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J Biol Chem. 2004 Jun 18;279(25):26748-53. Epub 2004 Apr 14.

IRAK4 kinase activity is redundant for interleukin-1 (IL-1) receptor-associated kinase phosphorylation and IL-1 responsiveness.

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Department of Immunology, Cleveland Clinic Foundation, Cleveland, Ohio 44195, USA.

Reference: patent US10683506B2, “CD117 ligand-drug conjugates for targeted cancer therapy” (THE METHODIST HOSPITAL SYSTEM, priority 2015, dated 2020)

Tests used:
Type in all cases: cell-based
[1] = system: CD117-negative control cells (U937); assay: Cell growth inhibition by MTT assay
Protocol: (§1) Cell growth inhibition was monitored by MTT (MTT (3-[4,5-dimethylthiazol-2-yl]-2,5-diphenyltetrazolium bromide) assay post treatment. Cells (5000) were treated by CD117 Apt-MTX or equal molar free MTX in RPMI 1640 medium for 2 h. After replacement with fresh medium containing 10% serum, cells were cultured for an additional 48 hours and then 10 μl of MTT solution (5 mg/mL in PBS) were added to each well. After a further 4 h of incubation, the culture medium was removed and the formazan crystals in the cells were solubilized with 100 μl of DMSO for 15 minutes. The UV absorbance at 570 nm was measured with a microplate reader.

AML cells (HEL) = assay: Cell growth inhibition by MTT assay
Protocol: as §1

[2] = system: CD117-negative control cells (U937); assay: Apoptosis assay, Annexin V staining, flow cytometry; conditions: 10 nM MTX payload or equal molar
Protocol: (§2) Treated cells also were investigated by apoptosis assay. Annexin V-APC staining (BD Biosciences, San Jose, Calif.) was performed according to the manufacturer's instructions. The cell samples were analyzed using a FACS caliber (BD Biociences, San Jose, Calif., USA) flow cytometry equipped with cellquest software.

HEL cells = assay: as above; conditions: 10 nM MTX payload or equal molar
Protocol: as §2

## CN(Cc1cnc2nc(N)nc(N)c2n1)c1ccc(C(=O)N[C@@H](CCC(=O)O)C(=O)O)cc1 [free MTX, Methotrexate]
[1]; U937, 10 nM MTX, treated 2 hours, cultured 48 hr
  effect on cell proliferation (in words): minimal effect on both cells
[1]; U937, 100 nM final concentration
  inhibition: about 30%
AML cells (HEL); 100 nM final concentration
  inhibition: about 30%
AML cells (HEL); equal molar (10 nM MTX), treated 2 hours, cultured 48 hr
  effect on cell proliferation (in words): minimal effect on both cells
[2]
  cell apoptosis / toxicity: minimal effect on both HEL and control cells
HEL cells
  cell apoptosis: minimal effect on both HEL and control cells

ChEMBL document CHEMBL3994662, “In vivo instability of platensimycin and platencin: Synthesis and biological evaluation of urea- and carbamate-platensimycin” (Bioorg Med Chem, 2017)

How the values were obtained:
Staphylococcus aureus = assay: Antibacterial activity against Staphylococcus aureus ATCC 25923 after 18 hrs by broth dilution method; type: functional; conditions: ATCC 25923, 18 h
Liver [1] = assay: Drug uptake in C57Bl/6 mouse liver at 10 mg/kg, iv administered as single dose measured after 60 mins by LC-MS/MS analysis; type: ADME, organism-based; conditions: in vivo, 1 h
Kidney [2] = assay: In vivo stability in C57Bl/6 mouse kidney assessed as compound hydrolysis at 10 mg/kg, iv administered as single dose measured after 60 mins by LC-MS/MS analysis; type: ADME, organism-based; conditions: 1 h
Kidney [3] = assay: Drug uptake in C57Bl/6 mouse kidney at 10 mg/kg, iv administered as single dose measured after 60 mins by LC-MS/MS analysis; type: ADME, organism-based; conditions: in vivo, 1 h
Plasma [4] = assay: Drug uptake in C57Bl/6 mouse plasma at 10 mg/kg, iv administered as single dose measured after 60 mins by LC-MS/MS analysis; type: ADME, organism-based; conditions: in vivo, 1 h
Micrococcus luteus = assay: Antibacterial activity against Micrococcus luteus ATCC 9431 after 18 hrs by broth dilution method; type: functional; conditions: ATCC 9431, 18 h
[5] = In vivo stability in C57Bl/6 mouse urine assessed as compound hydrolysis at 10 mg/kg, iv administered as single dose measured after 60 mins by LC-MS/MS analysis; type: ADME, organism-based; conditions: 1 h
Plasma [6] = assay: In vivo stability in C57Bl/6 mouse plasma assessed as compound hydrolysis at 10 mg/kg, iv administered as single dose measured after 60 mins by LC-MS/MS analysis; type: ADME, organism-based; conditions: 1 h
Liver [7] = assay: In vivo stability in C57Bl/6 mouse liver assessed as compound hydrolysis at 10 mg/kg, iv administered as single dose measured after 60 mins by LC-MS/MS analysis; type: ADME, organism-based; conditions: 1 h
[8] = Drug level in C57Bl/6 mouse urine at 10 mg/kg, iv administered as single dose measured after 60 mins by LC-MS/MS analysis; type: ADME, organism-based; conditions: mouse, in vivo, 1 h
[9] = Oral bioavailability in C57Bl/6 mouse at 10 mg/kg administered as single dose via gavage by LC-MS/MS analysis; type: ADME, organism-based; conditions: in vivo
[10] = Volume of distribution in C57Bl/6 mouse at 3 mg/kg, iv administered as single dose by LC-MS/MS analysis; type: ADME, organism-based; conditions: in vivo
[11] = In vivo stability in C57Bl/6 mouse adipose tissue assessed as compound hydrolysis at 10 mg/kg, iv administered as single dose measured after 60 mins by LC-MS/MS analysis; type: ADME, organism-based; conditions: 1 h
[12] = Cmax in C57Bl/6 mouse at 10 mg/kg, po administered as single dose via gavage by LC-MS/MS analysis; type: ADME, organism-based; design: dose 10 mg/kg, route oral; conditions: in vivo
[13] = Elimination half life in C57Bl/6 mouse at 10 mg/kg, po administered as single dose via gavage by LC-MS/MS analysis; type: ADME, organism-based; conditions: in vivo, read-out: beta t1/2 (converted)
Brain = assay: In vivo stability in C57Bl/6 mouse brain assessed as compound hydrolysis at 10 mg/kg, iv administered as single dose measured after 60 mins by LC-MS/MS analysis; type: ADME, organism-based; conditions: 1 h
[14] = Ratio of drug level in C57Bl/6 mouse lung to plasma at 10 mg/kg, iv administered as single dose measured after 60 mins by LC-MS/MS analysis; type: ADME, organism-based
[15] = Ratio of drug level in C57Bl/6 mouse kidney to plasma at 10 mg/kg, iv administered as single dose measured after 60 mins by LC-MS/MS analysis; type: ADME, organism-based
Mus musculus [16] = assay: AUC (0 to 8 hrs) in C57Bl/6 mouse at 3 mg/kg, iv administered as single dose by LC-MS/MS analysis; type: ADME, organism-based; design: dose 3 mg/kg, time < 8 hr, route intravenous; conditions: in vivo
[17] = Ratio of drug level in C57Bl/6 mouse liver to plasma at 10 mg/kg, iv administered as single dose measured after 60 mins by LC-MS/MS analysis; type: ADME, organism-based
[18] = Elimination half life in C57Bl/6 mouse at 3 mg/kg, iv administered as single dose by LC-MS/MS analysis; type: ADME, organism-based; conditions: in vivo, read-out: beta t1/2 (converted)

Interleukin-1 (IL-1) stimulation leads to the recruitment of interleukin-1 receptor-associated kinase (IRAK) to the IL-1 receptor, where IRAK is phosphorylated, ubiquitinated, and eventually degraded. Kinase-inactive mutant IRAK is still phosphorylated in response to IL-1 stimulation when it is transfected into IRAK-deficient cells, suggesting that there must be an IRAK kinase in the pathway. The fact that IRAK4, another IRAK family member necessary for the IL-1 pathway, is able to phosphorylate IRAK in vitro suggests that IRAK4 might be the IRAK kinase. However, we now found that the IRAK4 kinase-inactive mutant had the same ability as the wild-type IRAK4 in restoring IL-1-mediated signaling in human IRAK4-deficient cells, including NFkappaB-dependent reporter gene expression, the activation of NFkappaB and JNK, and endogenous IL-8 gene expression. These results strongly indicate that the kinase activity of human IRAK4 is not necessary for IL-1 signaling. Furthermore, we showed that the kinase activity of IRAK4 was not necessary for IL-1-induced IRAK phosphorylation, suggesting that IRAK phosphorylation can probably be achieved either by autophosphorylation or by trans-phosphorylation through IRAK4. In support of this, only the impairment of the kinase activity of both IRAK and IRAK4 efficiently abolished the IL-1 pathway, demonstrating that the kinase activity of IRAK and IRAK4 is redundant for IL-1-mediated signaling. Moreover, consistent with the fact that IRAK4 is a necessary component of the IL-1 pathway, we found that IRAK4 was required for the efficient recruitment of IRAK to the IL-1 receptor complex.

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